A climbing beauty
An especially decorative and colourful bloom adorns this year’s loyalty bonus stamp: Austrian Post is thanking its subscribers for their loyalty with the opulent blue passionflower.
The blue passionflower (Passiflora caerulea) is native to parts of Argentina and Brazil. In our latitudes it is mostly found as a house-plant or on balconies. However, in locations where the climate is favourable it can also overwinter in the garden, because even if what is visible above ground dies off, the plant will grow back from the roots in the spring. The blue passionflower needs plenty of sun and warmth, as well as a support to climb up, because if the conditions are just right this attractive climbing plant can grow to be several metres tall.
It is not just the dark, lobed leaves, but above all the striking, fragrant blooms that make this variety of passionflower so spectacular. The first blueish-white, symmetrical blooms, which can reach up to ten centimetres across, start to appear as early as late spring, and with the right conditions the plant will continue to flower right through until the autumn. The ten petals are covered by delicate blue-, white- and purple-coloured coronal filaments, from which five green stamens and three purple stigma protrude. The blue passionflower is cultivated in many colour variants as a popular cultivated plant.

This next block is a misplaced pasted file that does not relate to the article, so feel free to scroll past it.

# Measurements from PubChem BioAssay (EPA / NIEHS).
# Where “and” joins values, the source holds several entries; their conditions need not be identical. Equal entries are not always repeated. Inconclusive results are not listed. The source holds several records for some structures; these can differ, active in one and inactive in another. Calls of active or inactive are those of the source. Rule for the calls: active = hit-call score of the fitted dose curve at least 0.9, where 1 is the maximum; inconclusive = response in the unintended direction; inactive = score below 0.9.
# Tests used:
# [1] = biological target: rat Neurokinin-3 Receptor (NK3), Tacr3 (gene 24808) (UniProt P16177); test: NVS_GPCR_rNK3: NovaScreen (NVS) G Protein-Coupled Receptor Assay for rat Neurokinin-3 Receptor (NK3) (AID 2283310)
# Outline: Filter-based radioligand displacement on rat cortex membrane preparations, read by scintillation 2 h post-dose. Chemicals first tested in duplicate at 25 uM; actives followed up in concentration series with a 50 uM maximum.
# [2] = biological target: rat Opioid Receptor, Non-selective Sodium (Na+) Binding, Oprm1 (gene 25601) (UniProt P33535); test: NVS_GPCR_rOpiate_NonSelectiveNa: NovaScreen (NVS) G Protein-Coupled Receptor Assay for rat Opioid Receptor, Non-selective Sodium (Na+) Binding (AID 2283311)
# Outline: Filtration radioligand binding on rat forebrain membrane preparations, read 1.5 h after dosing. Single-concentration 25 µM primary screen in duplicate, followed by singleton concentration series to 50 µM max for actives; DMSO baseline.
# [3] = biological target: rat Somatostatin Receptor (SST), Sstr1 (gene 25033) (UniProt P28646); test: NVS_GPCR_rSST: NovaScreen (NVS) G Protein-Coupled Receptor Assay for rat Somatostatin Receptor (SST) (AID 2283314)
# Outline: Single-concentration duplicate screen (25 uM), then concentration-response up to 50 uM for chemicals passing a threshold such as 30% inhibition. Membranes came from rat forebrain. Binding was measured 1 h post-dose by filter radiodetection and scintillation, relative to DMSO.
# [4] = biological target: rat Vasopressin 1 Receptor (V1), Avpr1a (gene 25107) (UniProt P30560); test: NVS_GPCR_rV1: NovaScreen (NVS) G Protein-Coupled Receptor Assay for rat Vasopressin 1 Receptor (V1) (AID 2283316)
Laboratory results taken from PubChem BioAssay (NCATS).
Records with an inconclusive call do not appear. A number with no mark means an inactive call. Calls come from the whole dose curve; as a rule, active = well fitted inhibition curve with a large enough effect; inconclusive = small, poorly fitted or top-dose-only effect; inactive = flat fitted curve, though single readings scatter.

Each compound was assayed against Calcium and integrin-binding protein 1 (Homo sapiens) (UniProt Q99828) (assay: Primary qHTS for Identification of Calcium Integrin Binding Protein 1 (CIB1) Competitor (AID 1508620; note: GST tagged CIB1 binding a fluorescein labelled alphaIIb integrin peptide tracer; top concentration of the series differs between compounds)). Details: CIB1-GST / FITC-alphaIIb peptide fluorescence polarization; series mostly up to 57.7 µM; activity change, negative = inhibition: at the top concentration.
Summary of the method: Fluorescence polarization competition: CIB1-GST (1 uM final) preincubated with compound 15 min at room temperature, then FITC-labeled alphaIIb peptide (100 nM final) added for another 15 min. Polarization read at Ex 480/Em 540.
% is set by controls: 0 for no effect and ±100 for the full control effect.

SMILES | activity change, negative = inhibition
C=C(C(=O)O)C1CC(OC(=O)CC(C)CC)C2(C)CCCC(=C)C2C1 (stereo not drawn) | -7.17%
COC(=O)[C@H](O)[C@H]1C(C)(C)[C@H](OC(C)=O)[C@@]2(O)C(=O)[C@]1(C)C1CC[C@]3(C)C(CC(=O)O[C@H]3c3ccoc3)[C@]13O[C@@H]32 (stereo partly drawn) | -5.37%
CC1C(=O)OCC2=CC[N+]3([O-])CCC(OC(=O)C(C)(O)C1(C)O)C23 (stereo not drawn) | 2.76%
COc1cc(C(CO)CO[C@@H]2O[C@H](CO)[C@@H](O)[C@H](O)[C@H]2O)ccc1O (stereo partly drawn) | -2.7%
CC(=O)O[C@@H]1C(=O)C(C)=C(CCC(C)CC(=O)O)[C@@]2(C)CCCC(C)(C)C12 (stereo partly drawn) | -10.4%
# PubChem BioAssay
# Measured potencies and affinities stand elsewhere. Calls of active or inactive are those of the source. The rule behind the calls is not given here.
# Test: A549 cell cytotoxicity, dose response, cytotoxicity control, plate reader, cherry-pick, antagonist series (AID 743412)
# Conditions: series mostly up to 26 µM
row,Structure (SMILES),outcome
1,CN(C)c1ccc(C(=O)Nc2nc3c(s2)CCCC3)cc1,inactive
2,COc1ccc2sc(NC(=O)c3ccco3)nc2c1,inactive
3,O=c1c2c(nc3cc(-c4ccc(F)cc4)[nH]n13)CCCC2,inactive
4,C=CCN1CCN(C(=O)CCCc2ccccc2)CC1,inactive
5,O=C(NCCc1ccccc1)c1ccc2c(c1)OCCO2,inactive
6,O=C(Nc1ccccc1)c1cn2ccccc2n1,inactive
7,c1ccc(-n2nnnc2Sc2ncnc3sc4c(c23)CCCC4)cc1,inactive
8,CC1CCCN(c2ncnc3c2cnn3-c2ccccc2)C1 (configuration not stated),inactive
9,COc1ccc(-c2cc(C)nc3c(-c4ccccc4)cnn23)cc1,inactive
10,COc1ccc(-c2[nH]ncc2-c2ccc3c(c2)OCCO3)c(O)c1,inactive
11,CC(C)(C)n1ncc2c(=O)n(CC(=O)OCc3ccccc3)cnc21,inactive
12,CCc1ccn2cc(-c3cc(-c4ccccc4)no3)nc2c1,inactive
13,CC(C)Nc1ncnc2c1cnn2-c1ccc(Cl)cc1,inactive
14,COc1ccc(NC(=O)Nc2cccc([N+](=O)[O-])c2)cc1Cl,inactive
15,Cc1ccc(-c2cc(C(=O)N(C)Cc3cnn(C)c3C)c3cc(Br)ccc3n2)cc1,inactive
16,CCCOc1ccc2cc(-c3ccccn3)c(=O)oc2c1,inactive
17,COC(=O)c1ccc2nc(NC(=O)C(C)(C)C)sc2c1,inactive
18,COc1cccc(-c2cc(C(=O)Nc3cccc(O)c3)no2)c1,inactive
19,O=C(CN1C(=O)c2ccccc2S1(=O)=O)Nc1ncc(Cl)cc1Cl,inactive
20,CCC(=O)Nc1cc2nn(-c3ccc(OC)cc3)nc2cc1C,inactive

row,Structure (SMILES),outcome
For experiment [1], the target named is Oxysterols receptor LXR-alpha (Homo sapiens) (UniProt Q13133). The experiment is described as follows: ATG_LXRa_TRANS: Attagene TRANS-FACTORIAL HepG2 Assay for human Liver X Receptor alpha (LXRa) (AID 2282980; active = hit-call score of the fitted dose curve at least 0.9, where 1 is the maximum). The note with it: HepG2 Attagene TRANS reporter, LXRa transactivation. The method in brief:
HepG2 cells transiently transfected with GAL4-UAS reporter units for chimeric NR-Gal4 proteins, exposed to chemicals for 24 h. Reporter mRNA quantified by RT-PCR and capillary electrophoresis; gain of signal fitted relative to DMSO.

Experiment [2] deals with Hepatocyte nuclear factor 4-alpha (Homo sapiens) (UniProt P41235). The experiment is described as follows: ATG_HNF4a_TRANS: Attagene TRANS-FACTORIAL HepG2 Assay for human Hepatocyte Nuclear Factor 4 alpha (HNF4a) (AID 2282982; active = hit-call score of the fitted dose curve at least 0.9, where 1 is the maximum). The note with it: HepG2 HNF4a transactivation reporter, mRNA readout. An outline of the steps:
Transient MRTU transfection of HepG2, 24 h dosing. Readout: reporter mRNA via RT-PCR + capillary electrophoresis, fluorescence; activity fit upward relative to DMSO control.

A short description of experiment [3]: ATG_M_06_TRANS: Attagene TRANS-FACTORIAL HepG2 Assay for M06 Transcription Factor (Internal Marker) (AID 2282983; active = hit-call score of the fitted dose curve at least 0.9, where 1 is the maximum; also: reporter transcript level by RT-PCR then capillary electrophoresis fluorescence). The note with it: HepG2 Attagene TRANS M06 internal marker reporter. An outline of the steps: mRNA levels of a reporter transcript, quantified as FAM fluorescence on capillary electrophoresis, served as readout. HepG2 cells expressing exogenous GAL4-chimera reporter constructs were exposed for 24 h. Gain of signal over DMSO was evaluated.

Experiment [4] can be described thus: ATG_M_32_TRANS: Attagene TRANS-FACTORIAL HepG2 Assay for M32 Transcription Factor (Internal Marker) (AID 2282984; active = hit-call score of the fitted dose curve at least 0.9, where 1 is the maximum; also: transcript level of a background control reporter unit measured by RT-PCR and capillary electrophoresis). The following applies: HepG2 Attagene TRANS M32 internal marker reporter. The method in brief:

When they ripen, the fruits of the blue passionflower are a brilliant orange. The red berries inside them are edible, but have a bitter, acidic taste. What we know as passion fruit are the much tastier fruits of another variety, the Passiflora edulis.
The passionflower owes its name to the striking appearance of its flowers, which are interpreted as symbolising Christ’s passion. The various parts of the plants are meant to symbolise Christ’s sufferings, with the coronal filaments, for example, symbolising the crown of thorns and the winding tendrils, the scourge. In the language of flowers the passionflower represents profound faith. However, in keeping with the “passion” in its name, the passionflower can also be seen as a symbol of the passion with which philatelists collect stamps.